Chronic tinnitus cannot simply be “switched off”. However, those affected can learn to reevaluate it. They then no longer perceive it so intensely and the negative, tinnitus-related thoughts and feelings decrease.

The most important pillar of any therapy is individual counseling and psychoeducational education (counseling). Patients can take advantage of this offer during the entire therapy period. They are shown what causes, circumstances and interconnections lead to tinnitus and, if applicable, its amplification. Only with this understanding and knowledge can they re-evaluate their own situation, reduce fears, reduce the pressure of suffering – and thus lay the foundation for further action.

Tinnitus treatment does not promise a cure. However, it can help to significantly improve the quality of life of patients. One success factor is that those affected are no longer passive sufferers, but can actively contribute to their own recovery or health improvement. But what sounds so simple requires not only great commitment, but above all a great deal of insight and even more patience: Usually, tinnitus therapy lasts twelve to 24 months. In any case, success is a team effort in which physicians, psychologists, physiotherapists, orthopedists, neurologists and hearing aid acousticians work together in an interdisciplinary manner – always actively supported by the patient himself. The goal is to get used to the tinnitus (habituation) and to control it in everyday life. Fortunately, this displacement from consciousness works regardless of the possible cause.

In the following, we present some therapies that have been classified as effective treatments for tinnitus according to the S3 Guideline Chronic Tinnitus, published by the German Society of Otolaryngology, Head and Neck Surgery, September 2021. Guideline coordination in 2019 was the responsibility of Prof. Dr. Birgit Mazurek, Chair of the Foundation’s Board of Directors, and Prof. Dr. Gerhard Hesse, member of the Scientific Advisory Board.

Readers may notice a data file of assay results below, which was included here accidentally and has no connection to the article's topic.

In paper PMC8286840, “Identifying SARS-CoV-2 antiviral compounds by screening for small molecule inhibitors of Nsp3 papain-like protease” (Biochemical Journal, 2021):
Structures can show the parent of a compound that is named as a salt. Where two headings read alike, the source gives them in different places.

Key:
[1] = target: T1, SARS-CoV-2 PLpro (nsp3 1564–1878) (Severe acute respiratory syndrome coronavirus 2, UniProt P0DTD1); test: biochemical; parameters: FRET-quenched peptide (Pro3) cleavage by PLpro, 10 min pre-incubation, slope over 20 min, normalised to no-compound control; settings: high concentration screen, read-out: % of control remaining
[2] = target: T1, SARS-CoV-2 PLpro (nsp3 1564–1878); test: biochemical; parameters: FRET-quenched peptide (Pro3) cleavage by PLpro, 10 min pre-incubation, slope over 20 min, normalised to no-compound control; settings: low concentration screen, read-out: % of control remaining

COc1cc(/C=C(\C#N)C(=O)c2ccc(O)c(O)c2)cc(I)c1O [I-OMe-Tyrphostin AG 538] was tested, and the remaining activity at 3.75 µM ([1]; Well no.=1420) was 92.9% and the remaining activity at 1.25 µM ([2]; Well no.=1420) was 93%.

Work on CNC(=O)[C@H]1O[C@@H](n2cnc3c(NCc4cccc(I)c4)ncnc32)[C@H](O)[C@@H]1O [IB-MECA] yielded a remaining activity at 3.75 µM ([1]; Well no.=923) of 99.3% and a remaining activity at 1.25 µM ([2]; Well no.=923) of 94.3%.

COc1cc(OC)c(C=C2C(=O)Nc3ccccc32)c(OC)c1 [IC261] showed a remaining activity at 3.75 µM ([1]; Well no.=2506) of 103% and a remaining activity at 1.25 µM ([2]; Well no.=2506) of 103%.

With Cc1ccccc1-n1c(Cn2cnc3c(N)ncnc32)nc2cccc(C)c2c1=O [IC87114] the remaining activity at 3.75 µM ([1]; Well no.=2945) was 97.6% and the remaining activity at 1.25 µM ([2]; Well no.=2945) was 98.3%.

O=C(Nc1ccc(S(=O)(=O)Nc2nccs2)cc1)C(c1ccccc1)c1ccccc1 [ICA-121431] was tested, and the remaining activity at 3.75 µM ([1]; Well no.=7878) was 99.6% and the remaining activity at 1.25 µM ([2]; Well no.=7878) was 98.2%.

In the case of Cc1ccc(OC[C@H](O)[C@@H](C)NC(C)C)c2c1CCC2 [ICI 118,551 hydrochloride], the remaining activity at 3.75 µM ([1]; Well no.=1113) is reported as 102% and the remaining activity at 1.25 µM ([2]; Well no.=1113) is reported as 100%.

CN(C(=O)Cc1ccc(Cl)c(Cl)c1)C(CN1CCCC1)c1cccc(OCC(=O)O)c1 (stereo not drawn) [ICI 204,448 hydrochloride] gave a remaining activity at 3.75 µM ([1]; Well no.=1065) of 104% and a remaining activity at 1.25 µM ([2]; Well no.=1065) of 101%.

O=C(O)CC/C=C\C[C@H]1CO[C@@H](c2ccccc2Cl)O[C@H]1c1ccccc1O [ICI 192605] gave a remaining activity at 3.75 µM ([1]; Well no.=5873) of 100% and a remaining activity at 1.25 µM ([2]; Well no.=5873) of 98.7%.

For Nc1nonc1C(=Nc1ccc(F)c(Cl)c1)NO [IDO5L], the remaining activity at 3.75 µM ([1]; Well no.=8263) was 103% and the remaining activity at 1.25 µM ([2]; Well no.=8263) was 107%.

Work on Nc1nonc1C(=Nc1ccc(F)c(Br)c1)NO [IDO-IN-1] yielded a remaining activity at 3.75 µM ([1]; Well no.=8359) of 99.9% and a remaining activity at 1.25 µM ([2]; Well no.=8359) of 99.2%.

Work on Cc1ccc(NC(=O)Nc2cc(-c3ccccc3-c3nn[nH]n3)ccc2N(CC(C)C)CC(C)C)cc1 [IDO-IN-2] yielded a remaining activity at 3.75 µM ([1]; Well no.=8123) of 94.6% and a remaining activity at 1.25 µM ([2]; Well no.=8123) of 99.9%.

No two tinnitus are alike. Therefore, a suitable therapy path must be found for each affected person. The aim of every treatment is to ensure that patients do not perceive annoying noises at all, or that they no longer perceive them so strongly and annoyingly. In this context, specialists speak of the “decoupling of unwanted signals”. In the chronic stage, however, this uncoupling cannot yet be brought about by pharmacological intervention. Rather, a holistic approach is required, which calls for a high level of therapeutic expertise on the part of those treating the patient.

Recognized, psycho-physiological therapy methods for chronic tinnitus are used on an outpatient and inpatient basis. The prerequisite, however, is that the patients are open enough to engage with the model underlying these therapies and cooperate on an ongoing basis.

Stress, inner tension, hidden conflicts, partnership problems and depressive moods are often accompanying symptoms or sometimes even causal reasons for the “vicious circle of tinnitus”. The active psychological individual or group discussion makes it possible to uncover correlations, recognize stress-reinforcing habits, identify noise-related fears and develop personal coping strategies based on these.

Deutsche Gesellschaft f. Hals-Nasen-Ohren-Heilkunde, Kopf- und Hals-Chirurgie e. V. (ed.), S 3-Leitlinie Chronischer Tinnitus, AWMF-Register-Nr. 017/064, Sept. 2021,, p. 26 ff.: https://register.awmf.org/de/leitlinien/detail/017-064

Chronic tinnitus is often accompanied by hearing loss. A promising treatment option in these cases is the use of hearing aids. Recent studies show good effects also in isolated high-frequency loss and high-frequency tinnitus.

These can help reduce tinnitus severity by compensating for hearing loss and reducing the perception of environmental sounds, which can improve hearing performance again and push tinnitus into the background.

In any case, it is important that the hearing aids are fitted correctly by a qualified hearing care professional or audiologist.

1 Deutsche Gesellschaft für Hals-Nasen-Ohren-Heilkunde, Kopf- und Hals-Chirurgie e. V. (ed.), S 3-Leitlinie Chronischer Tinnitus, AWMF-Register-Nr. 017/064, Sept. 2021,, p. 18 ff.: https://register.awmf.org/de/leitlinien/detail/017-064
2 Yakunina, N., et al, Tinnitus Suppression Effect of Hearing Aids in Patients With High-frequency Hearing Loss: A Randomized Double-blind Controlled Trial. Otology & Neurotology, 40(7), Aug. 2019, pp. 865-871: https://doi.org/10.1097/mao.0000000000002315